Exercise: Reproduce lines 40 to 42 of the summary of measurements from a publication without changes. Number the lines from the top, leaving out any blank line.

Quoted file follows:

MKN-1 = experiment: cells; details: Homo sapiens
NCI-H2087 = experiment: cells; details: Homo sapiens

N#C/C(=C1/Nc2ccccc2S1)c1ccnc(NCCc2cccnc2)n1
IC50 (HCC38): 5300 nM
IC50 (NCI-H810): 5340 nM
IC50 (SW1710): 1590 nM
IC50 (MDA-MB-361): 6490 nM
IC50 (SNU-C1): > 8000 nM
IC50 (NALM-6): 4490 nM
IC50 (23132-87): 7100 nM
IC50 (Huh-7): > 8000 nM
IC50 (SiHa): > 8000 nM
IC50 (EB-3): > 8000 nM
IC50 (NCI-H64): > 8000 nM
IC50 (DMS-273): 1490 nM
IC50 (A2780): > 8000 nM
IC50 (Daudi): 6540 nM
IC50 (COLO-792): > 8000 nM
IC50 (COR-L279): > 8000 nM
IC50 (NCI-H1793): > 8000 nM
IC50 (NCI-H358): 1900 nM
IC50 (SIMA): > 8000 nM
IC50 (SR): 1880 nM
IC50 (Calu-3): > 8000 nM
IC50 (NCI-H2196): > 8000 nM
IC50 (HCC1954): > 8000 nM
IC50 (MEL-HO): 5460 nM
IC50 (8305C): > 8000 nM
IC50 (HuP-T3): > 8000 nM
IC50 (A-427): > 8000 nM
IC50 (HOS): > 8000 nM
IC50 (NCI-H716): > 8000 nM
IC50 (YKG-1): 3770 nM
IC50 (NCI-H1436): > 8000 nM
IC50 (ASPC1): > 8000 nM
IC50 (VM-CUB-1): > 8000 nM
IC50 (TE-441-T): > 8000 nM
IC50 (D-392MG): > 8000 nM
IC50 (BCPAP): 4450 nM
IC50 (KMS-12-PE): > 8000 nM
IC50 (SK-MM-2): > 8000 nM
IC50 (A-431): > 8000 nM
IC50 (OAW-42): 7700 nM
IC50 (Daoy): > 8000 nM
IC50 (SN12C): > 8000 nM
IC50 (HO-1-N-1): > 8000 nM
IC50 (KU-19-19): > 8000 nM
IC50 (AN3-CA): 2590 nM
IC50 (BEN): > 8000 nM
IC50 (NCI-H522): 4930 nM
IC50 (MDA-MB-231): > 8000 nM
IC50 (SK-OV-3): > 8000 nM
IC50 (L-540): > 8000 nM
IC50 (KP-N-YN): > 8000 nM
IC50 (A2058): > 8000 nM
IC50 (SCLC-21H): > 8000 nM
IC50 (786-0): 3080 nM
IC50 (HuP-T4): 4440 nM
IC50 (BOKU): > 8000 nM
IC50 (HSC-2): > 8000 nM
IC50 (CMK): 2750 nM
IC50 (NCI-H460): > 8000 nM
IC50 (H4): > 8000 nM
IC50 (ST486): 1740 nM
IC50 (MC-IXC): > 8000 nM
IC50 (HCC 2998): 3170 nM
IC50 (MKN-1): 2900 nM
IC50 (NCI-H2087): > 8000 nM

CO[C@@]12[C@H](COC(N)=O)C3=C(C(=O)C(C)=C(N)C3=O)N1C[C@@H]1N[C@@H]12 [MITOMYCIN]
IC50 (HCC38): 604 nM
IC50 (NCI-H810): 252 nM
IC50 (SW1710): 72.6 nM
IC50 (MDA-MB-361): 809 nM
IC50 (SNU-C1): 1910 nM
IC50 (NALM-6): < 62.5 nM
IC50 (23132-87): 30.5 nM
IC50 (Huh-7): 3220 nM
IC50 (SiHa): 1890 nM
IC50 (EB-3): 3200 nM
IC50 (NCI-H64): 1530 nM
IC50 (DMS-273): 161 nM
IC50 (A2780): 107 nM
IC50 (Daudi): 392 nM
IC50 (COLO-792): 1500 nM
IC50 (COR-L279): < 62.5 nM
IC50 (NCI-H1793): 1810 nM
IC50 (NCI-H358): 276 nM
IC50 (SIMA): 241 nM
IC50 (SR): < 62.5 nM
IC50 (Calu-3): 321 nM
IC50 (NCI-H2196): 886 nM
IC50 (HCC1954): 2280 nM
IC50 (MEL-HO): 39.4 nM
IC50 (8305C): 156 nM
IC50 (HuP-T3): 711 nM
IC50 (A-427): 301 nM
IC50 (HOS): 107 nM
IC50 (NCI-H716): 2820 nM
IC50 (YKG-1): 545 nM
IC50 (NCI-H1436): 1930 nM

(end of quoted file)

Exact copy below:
IC50 (KMS-12-PE): > 8000 nM
IC50 (SK-MM-2): > 8000 nM
IC50 (A-431): > 8000 nM